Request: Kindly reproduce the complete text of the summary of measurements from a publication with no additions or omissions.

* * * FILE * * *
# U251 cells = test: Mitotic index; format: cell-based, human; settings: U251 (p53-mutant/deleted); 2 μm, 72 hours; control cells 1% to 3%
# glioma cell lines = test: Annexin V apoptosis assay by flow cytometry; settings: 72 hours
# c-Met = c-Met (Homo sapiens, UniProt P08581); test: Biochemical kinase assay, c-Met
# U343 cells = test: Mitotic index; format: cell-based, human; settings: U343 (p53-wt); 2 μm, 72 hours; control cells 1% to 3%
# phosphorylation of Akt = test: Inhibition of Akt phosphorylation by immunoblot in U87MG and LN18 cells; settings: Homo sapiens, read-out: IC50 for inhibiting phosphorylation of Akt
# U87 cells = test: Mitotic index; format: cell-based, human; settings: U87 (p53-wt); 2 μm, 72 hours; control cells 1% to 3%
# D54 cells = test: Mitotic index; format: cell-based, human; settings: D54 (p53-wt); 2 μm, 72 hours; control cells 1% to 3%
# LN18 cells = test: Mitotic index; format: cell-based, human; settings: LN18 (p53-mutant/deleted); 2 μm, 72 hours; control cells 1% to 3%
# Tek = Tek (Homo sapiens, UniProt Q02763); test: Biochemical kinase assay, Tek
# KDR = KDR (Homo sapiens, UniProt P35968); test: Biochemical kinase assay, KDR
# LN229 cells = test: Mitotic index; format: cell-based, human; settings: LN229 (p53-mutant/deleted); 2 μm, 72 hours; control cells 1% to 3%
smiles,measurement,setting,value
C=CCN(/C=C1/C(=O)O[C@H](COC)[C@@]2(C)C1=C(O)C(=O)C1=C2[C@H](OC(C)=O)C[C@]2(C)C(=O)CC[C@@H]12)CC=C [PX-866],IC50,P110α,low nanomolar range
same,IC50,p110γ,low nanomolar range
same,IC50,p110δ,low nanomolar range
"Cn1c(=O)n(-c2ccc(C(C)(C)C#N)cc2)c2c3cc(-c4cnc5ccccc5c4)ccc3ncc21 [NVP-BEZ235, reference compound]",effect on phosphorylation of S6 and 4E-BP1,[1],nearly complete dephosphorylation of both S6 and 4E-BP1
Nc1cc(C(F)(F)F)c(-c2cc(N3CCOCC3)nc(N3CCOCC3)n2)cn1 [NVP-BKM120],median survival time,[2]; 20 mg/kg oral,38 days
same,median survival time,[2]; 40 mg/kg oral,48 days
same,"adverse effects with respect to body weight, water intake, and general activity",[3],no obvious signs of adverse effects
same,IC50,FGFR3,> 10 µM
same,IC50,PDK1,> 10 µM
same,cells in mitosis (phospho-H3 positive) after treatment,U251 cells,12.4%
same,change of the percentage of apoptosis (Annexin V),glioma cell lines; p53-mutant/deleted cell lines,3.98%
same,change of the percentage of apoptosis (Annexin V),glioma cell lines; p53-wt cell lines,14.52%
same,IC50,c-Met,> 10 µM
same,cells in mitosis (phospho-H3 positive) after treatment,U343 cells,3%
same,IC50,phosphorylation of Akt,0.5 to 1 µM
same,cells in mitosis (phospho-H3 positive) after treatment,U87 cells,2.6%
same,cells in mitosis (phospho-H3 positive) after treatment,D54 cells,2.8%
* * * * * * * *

# U251 cells = test: Mitotic index; format: cell-based, human; settings: U251 (p53-mutant/deleted); 2 μm, 72 hours; control cells 1% to 3%
# glioma cell lines = test: Annexin V apoptosis assay by flow cytometry; settings: 72 hours
# c-Met = c-Met (Homo sapiens, UniProt P08581); test: Biochemical kinase assay, c-Met
# U343 cells = test: Mitotic index; format: cell-based, human; settings: U343 (p53-wt); 2 μm, 72 hours; control cells 1% to 3%
# phosphorylation of Akt = test: Inhibition of Akt phosphorylation by immunoblot in U87MG and LN18 cells; settings: Homo sapiens, read-out: IC50 for inhibiting phosphorylation of Akt
# U87 cells = test: Mitotic index; format: cell-based, human; settings: U87 (p53-wt); 2 μm, 72 hours; control cells 1% to 3%
# D54 cells = test: Mitotic index; format: cell-based, human; settings: D54 (p53-wt); 2 μm, 72 hours; control cells 1% to 3%
# LN18 cells = test: Mitotic index; format: cell-based, human; settings: LN18 (p53-mutant/deleted); 2 μm, 72 hours; control cells 1% to 3%
# Tek = Tek (Homo sapiens, UniProt Q02763); test: Biochemical kinase assay, Tek
# KDR = KDR (Homo sapiens, UniProt P35968); test: Biochemical kinase assay, KDR
# LN229 cells = test: Mitotic index; format: cell-based, human; settings: LN229 (p53-mutant/deleted); 2 μm, 72 hours; control cells 1% to 3%
smiles,measurement,setting,value
C=CCN(/C=C1/C(=O)O[C@H](COC)[C@@]2(C)C1=C(O)C(=O)C1=C2[C@H](OC(C)=O)C[C@]2(C)C(=O)CC[C@@H]12)CC=C [PX-866],IC50,P110α,low nanomolar range
same,IC50,p110γ,low nanomolar range
same,IC50,p110δ,low nanomolar range
"Cn1c(=O)n(-c2ccc(C(C)(C)C#N)cc2)c2c3cc(-c4cnc5ccccc5c4)ccc3ncc21 [NVP-BEZ235, reference compound]",effect on phosphorylation of S6 and 4E-BP1,[1],nearly complete dephosphorylation of both S6 and 4E-BP1
Nc1cc(C(F)(F)F)c(-c2cc(N3CCOCC3)nc(N3CCOCC3)n2)cn1 [NVP-BKM120],median survival time,[2]; 20 mg/kg oral,38 days
same,median survival time,[2]; 40 mg/kg oral,48 days
same,"adverse effects with respect to body weight, water intake, and general activity",[3],no obvious signs of adverse effects
same,IC50,FGFR3,> 10 µM
same,IC50,PDK1,> 10 µM
same,cells in mitosis (phospho-H3 positive) after treatment,U251 cells,12.4%
same,change of the percentage of apoptosis (Annexin V),glioma cell lines; p53-mutant/deleted cell lines,3.98%
same,change of the percentage of apoptosis (Annexin V),glioma cell lines; p53-wt cell lines,14.52%
same,IC50,c-Met,> 10 µM
same,cells in mitosis (phospho-H3 positive) after treatment,U343 cells,3%
same,IC50,phosphorylation of Akt,0.5 to 1 µM
same,cells in mitosis (phospho-H3 positive) after treatment,U87 cells,2.6%
same,cells in mitosis (phospho-H3 positive) after treatment,D54 cells,2.8%